Friday's Handwriting on the Wall posts will feature Chuck's new ChristianPost.com column, Ask Chuck. Chuck will be answering questions about what the the Bible has to say about money. Please share on #financialfridays and submit your own questions here. @AskCrown
Originally posted at Christian Post February 26, 2016.
I saw you quoted in an interesting article in Fortune Magazine about a survey on “financial infidelity”, and they said this, “One in twenty people in the U.S. admit to having started secret bank accounts or credit cards without their partner’s knowledge.” You talked about how financial secrets were not good for a marriage, and I was wondering whether you think it is ever acceptable to set money aside that your spouse does not know about, or does that make someone financially unfaithful?
Curious about Joint Checking
When the Bible says that two become one in marriage, it acknowledges something that those of us in who are part of a couple understand painfully well -- a unifying process is taking place. We are becoming one, rather than magically melding together, and that takes work. Merging finances is one of the hardest things a couple does together, and it takes some time, patience and sincere conversations. And in counseling couples over the years, I have found that there does come a point at which couples can undermine their marriage with financial secrets.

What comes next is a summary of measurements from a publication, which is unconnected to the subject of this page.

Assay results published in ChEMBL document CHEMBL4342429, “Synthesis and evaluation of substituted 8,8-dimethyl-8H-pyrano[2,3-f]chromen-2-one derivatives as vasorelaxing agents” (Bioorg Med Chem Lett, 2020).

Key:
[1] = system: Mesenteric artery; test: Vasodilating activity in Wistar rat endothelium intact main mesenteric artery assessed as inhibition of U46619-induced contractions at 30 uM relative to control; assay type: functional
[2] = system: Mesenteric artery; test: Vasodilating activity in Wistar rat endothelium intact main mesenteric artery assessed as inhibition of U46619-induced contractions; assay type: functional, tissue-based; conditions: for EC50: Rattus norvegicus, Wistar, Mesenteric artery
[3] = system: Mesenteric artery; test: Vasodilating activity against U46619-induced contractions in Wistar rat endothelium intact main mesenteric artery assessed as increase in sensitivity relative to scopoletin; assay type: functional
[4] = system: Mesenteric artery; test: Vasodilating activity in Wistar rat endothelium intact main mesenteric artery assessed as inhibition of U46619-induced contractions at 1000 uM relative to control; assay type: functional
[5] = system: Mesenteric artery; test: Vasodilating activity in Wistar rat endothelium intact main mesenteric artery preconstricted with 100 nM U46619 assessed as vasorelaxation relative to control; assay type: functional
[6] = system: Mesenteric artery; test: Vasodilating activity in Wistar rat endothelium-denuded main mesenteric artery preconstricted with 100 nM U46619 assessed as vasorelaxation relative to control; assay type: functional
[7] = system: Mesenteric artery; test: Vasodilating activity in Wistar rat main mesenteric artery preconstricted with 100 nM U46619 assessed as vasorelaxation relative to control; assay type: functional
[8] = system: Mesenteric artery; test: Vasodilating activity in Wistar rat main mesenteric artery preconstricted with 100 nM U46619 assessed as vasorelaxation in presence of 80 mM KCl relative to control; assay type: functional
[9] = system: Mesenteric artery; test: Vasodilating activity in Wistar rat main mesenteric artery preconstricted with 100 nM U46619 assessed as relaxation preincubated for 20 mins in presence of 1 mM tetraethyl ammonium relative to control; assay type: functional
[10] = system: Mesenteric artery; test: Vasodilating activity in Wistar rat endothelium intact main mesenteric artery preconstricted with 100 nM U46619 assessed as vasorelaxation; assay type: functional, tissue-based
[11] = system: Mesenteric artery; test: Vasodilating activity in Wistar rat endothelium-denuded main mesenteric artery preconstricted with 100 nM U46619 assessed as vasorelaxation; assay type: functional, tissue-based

A headline on the topic in The Guardian recently made an excellent point: “Cheating isn’t always sexual – many admit to hiding financial information from their partners, and a frank discussion may be the best way to approach the issue.” While not very often, I agree with the media on this one!
To be clear, there is no Bible verse that says a couple has to have joint checking or that the bills have to be written out by either the wife or the husband. But the ninth commandment, the one that tells people not to lie, is direct.
Lying to your spouse about your money is a problem – and a rather common one. The National Endowment for Financial Education found in a poll that 31 percent of Americans admitted to lying about their finances to their partners, while many others try to say nothing at all, remaining secretive.